The Orchard of Lost Souls by Nadifa Mohamed

The Orchard of Lost Souls In 2013, Nadifa Mohamed was named one of Granta’s “Best Young British Novelists”. This is her second novel, set in Somalia in the 1980s as rebel forces clash with the military dictatorship and the country heads towards civil war. The events of this turbulent period are seen through the eyes of three female characters:

* Deqo, a nine-year-old orphan who grew up in a refugee camp and has now found herself homeless and alone in the city of Hargeisa.
* Kawsar, a widow mourning the death of her daughter, who becomes confined to her bed after a violent beating at the police station.
* Filsan, a soldier sent to Hargeisa from the capital city of Mogadishu and feeling homesick for the life she has left behind.

During a military parade at a stadium in Hargeisa, the paths of these three women briefly cross before they are separated again and go on to have very different experiences of this troubled time in Somalia’s history.

I don’t think I’ve ever read a book set in Somalia before and I knew nothing about the causes of the civil war or the situation in Hargeisa, so reading The Orchard of Lost Souls meant I had an opportunity to learn something new. Telling the story from three different perspectives allows the author to explore different aspects of the war; through Deqo and Kawsar we see what it was like for people living in and around Hargeisa, trying to survive from one day to the next, while Filsan’s story gives us some insights into the military regime. As you can probably guess, many of the things the women experience are traumatic and brutal, though I won’t go into any details here.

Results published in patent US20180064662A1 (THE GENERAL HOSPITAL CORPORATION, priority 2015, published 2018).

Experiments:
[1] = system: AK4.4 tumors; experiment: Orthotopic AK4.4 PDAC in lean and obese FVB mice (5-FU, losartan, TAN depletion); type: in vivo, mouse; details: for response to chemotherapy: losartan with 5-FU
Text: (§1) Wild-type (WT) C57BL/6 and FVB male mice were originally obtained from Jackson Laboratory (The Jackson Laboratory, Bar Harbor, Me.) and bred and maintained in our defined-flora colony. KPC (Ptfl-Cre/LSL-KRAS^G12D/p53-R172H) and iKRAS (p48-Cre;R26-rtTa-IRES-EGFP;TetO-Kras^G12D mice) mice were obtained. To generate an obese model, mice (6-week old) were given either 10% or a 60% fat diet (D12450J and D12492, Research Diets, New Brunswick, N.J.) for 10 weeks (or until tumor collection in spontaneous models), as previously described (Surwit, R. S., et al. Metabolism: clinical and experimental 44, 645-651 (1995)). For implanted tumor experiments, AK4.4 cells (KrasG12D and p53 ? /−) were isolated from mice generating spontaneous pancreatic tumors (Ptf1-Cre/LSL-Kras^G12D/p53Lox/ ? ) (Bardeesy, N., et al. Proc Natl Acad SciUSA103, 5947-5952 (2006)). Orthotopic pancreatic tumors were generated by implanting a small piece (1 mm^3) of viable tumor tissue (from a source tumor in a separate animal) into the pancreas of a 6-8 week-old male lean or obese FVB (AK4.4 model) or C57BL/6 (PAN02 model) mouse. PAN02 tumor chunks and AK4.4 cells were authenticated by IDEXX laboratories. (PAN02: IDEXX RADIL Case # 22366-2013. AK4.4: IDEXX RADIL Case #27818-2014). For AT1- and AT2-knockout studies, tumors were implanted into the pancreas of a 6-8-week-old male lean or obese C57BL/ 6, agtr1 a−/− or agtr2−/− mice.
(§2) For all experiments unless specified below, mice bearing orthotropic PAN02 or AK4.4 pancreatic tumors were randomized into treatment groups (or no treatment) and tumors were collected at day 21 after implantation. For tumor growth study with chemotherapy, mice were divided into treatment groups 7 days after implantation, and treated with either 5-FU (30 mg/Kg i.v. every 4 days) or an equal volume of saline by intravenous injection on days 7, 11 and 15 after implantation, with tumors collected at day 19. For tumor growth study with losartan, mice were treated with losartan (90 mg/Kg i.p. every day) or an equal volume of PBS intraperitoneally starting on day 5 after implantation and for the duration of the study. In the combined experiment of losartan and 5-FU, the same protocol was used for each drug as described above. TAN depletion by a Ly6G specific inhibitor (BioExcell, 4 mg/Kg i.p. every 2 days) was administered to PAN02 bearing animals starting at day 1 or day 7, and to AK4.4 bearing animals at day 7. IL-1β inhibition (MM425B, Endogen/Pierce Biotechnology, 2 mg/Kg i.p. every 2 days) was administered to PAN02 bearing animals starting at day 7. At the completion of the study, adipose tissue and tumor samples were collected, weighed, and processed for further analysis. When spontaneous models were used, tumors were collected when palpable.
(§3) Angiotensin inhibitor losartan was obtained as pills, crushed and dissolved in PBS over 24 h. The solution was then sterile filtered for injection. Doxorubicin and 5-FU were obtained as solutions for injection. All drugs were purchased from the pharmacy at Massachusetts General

As well as being educational, this is also a compelling story (or stories, as there are really three of them in this one novel) and I was interested in all three characters, although I thought Filsan was much more difficult to like than either Deqo or Kawsar. However, I did have some problems with the structure of the novel, especially at the beginning. For the first fifty pages of the book, the viewpoint switches rapidly between each of the three women which I found very overwhelming and confusing. I was relieved to discover that this didn’t continue all the way through the book! The opening section was followed by three longer sections concentrating on one character at a time, so I was able to get to know each of them separately before they eventually meet again near the end of the novel.

I can see why Nadifa Mohamed has won awards for her writing because she clearly has a lot of talent and her descriptions of Somalia are beautiful. I’ll leave you with one of my favourite passages, where Filsan remembers the streets of Mogadishu:

In the centre of the city where the alleys narrow at points to the width of a man’s shoulder blades, you can walk as if in a dream, never certain of what might appear after the next bend: a bare-chested man with a silver swordfish slung over his thin black back, a shoal of children reciting Quran from their wooden slates, a girl milking a white, lyre-horned cow. The place has enchantment, mystery, it moves backward and forward in time with every turn of the feet; it is fitting that it lies beside an ocean over which its soul can breathe, rather than being hemmed in by mountains like a jinn in a bottle.

The Burgess Boys by Elizabeth Strout